Derick Nelson – The season before his medical redshirt, Nelson had an offensive rating of 104.1. He is technically the team’s leading returning scorer and got to the free throw line about as often as Benson. He’s their best defender. In their first game, he had 20 and 12 (8 off rebs), but shot 9-20, 1-2 from 3, and a horrendous 1-9 from the line.

What Oakland is really good at:

1. Shooting in general. Last season the Grizzlies were 18th in the nation at eFG% at 54.2. They were 16th at shooting 2’s, 62nd at shooting 3’s, and 137th at shooting the freebies. They shot 51% from 2, 18% from 3, and 45% from the line in their first game… an eFG% of 44.2%.

2. Blocking shots. Last season, OU was 30th at blocking shots, sending one into the rafters once every 8 possessions on defense. They blocked 10 shots in 77 possessions, right in line with last season.

3. Not sending their opponents to the line. Last season they were 19th at not commit bonus or shooting fouls. Opponents shot 2 free throw for every 7 shot attempts they had. Not so in their first game, but that’s likely due to playing from behind much of the game.

4. Not turning over the ball. They turned it over 19% of their possessions, good for 88th. The Badgers were at 16% and 4th. They lost 2 of their better ball-handlers and their worst, and add Larry Wright, who turned it over less than 10% of the time during his sophomore year at St. John’s. In their first game, they turned it over 7 times, for an outstanding 9.1%.

5. Offensive rebounding. They grabbed 35.4% of all rebounds on their offensive end, good for 82nd. For comparison, that’s about half-way between Minnesota and Marquette’s numbers for last season. In their first game, they grabbed 17, or 36%.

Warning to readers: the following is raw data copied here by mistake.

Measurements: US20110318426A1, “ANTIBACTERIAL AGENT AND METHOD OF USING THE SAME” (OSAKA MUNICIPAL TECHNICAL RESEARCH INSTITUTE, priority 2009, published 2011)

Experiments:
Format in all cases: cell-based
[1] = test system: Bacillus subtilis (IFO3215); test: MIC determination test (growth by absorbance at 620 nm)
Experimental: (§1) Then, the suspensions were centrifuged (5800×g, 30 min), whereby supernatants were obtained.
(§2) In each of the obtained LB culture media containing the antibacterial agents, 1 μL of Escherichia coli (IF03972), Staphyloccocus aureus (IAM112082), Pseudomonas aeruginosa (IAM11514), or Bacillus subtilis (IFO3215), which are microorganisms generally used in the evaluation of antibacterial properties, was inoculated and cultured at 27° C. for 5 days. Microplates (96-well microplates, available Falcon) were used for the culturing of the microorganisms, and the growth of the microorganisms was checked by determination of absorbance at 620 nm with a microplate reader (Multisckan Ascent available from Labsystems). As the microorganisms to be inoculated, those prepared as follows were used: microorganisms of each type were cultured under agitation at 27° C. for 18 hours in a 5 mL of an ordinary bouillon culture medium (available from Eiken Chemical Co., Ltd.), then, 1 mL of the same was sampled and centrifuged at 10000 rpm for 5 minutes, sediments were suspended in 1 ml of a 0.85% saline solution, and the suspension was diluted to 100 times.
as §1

What Oakland is really bad at:

1. Rebounding defensively. They are a poor 258th at rebounding on D, or grab 63.3% of their opponent’s misses. UW grabbed 73.7%, or 4th, last season. They grabbed 77% in their first game.

2. Forcing turnovers. Oakland generally forced less than turnovers than they had themselves, making them 284th, at 18.5% of possessions. UW was at 19.3% last season. They forced 9 in their first game, or 11.7%.

3. Defending threes. They allowed their opponent’s to shoot 37.3% from 3 last season, good for 315th. In their first game, their opponents hit 6-15, for 40%.

Relative efficiency:
As you can probably tell from what they are good and bad at, Oakland is great on offense and below average on defense.

When Oakland has the ball: They scored a great 1.13 PPP last season and 1.00 in their first game, while UW gave up 0.73 in the first game, 0.68 PPP in the exhibition games, and 0.95 last season.

When UW has the ball: They gave up a bad 1.06 last season and 1.05 in their first game, while UW scored 1.19 against IPFW, 1.15 in the exhibition games and 1.14 last season.

Pace: Oakland played at 66 possessions per game last season and 77 in their first game compared to UW’s 63 against IPFW, 74 in the exhibition games and 60 last season.

My expectations:

1. Badgers shut down their offensive rebounding. Wisconsin is too tall, athletic, and fundamentally sound compared to Oakland to give up more than 28% of the rebounding opportunities on that end of the floor.

2. Badgers smother the Grizzlies in the paint defensively. Jones, Wright, and Cushingberry will knock down some triples, but Benson, Hudson, and Nelson are held in check, scoring less than 30 points combined.

3. They continue to pound the ball inside to Leuer, Nankivil, Evans, Jarmusz, and Berggren. Oakland’s interior defense can block a lot of shots against smaller teams but gets pushed around easily…Wisconsin is bigger in height and strength. I figure Oakland will desperately switch to a 1-3-1 if this happens.

My prediction: Badgers roll, 77-58 in a 68 possession game. Bold, but I think our bigs hold Benson, Hudson, and Nelson in check.